SOLEMNITY OF THE EPIPHANY OF THE LORD
The following was originally written for Epiphany 2014.
One would think that the manifestation of the Lord would be considered His birth, which we celebrated on Dec. 25. This is the day when we celebrate His arrival on the human scene, when we welcome Emmanuel, God-with-us, into our midst. Did that not complete the great incarnational event that began when the angel Gabriel announced to Mary that she would conceive a son by the Holy Spirit?
In a way yes, but in a way no. While at the Nativity we celebrate the birth of Christ and His arrival to the Jewish people, that is by no means the whole story. For while it is true that Christ, the Messiah, came to the Jews, He did not come only for the Jews. In our first reading today from Isaiah, the prophet says, "Rise up in splendor Jerusalem, your light has come!" But he continues, "Raise your eyes and look about; they all gather and come to you." Our psalm today proclaims, "all kings shall pay him homage, all nations shall serve him." And our second reading from Ephesians tells us that "the Gentiles are coheirs, members of the same body, and copartners in the promise of Christ Jesus."
This is what is unique about our Catholic faith - that it is catholic. "Catholic" comes from the Greek meaning "of the whole." It is usually translated as "universal." We call it the universal Church not only because she teaches universal truths, but that those truths and the salvation they proclaim are meant for all peoples, of all lands, of all times. There is not a single nation, tribe, clan, family or individual whom Christ did not come to redeem. While Christ is the fulfillment of all that God promised to His chosen people, He is also the extension of that covenant to the whole world.
The event we celebrate today with the arrival of the magi to pay homage and adore the infant Christ is the manifestation - the epiphany - of Jesus' universal kingship. Who were the magi? The Bible is silent as to their names, but tradition gives them as Casper (Gaspar), Melchior and Balthasar. The magi were eastern sages. They were not Jews and there is no reason to believe that they were familiar with Jewish prophecy or scripture. So why would they care about the birth of a baby boy to a young woman in a backwater Jewish province of no real political significance?
The magi were the priestly caste from Persia. We sometimes refer to them as the "wise men" and that is important. For even though there is no reason to believe they were exposed to Jewish traditions or prophecy they did seek out wisdom. In their tradition, in the east, they sought wisdom from the stars. And something they saw in the stars at that time told them that a great king had been born in Bethlehem. And not just any king, but a universal king, such that even though He was born among Jews, these Persian sages felt compelled to make the long and dangerous journey to pay Him homage.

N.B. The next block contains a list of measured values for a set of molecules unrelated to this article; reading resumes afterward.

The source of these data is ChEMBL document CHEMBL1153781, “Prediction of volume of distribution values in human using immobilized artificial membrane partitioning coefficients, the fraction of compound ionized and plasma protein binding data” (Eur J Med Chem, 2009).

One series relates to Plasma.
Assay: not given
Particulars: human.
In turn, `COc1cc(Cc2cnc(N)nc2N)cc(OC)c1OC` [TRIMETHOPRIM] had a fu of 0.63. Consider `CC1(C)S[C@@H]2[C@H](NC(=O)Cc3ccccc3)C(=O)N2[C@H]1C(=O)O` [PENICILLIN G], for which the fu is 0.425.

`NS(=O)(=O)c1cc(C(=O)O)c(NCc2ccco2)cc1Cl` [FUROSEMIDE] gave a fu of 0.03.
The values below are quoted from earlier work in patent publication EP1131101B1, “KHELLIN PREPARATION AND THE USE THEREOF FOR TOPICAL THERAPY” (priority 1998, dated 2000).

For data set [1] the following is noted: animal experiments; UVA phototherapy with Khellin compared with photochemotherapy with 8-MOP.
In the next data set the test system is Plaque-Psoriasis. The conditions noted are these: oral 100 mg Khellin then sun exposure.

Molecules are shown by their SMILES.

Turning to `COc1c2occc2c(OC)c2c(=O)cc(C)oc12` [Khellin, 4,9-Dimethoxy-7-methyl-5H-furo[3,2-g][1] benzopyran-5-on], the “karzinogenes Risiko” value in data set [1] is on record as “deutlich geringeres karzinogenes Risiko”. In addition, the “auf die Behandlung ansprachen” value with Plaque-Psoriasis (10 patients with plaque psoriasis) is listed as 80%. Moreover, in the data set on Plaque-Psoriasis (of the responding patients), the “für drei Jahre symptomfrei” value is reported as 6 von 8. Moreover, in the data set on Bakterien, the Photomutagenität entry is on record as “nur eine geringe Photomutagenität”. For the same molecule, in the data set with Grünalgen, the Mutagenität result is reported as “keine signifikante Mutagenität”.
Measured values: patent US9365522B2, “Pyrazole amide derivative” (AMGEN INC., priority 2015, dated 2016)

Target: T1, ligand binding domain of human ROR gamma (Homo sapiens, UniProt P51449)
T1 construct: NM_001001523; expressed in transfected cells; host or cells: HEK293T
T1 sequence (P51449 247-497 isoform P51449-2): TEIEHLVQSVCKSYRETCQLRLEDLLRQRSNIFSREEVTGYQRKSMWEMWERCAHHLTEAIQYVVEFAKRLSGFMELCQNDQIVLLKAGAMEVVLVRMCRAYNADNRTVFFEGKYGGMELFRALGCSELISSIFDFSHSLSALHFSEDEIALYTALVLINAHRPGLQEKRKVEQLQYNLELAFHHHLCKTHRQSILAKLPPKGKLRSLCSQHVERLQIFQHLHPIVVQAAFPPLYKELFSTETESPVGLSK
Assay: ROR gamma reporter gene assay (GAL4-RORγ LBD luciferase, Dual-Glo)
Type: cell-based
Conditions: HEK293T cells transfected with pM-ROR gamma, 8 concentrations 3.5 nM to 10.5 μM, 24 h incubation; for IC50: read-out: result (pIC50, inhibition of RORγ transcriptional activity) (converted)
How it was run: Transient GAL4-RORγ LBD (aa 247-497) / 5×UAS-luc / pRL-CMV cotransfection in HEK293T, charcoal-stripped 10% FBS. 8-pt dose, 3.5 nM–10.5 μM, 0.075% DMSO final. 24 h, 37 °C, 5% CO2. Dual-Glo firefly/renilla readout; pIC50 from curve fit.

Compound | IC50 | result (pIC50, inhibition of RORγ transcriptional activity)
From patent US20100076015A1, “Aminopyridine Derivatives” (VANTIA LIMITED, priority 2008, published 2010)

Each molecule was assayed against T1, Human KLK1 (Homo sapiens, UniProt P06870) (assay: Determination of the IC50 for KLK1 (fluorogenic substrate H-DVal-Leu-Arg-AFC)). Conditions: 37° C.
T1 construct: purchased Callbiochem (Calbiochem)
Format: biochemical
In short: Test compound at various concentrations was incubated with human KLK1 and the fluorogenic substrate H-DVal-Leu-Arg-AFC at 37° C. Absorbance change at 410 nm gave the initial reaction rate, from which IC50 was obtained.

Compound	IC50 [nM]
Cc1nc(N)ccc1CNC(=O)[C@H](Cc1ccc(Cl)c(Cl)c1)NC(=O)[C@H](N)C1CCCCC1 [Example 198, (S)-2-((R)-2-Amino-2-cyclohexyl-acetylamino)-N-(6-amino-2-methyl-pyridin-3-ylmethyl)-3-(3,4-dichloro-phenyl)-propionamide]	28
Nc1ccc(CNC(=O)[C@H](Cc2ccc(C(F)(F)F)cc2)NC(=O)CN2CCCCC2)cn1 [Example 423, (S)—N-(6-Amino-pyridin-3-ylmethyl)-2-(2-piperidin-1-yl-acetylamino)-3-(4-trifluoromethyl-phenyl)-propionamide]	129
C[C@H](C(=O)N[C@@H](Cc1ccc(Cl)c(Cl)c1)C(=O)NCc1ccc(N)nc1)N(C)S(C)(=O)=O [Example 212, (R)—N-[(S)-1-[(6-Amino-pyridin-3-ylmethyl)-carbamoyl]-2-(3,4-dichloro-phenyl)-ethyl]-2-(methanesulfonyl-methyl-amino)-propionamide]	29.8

Through the method of learning they looked to for truth and guidance - watching and reading the stars - they came to know the truth of Christ's kingship. They responded to that truth in the only way that seemed appropriate to them. They desired to worship and adore the Lord. The magi are considered to be the first fruits of the Gentiles and the beginning of the Christian faith, bringing in their wake the whole mass of earth's people who would come to worship the Lord Jesus Christ. They were not looking for a Messiah. They did not know the prophecies of Isaiah. But they were seeking the truth.
Like them, we today need to seek out truth. Our minds were made for this task. The Second Vatican Council affirms that God comes to those "who seek God with a sincere heart" (Lumen Gentium 16). Even in non-Christian religions, we recognize "shadows and images" of God, elements of "goodness and truth" that are "a preparation for the Gospel" (CCC 843).
These elements of truth can also be found in the physical sciences, where the open mind can discover signs pointing to the transcendent creator of this magnificent universe. They can be found in the study of history, where can be discovered accounts of the creator-God born among the Jewish people in Israel and working miracles, including His own Resurrection. They can also be found in the lived experiences and examples of those around us who have allowed Christ to enter their lives and forever change them.
When we discover the truth, whoever we are and however it comes to us, there is only one proper response. We need to do what the magi did. We need to realize that in the light of this Truth, nothing can ever be the same. We need to stop what we are doing - leaving behind our old lives if need be - and seek Him out. A King has been born. Come, let us worship.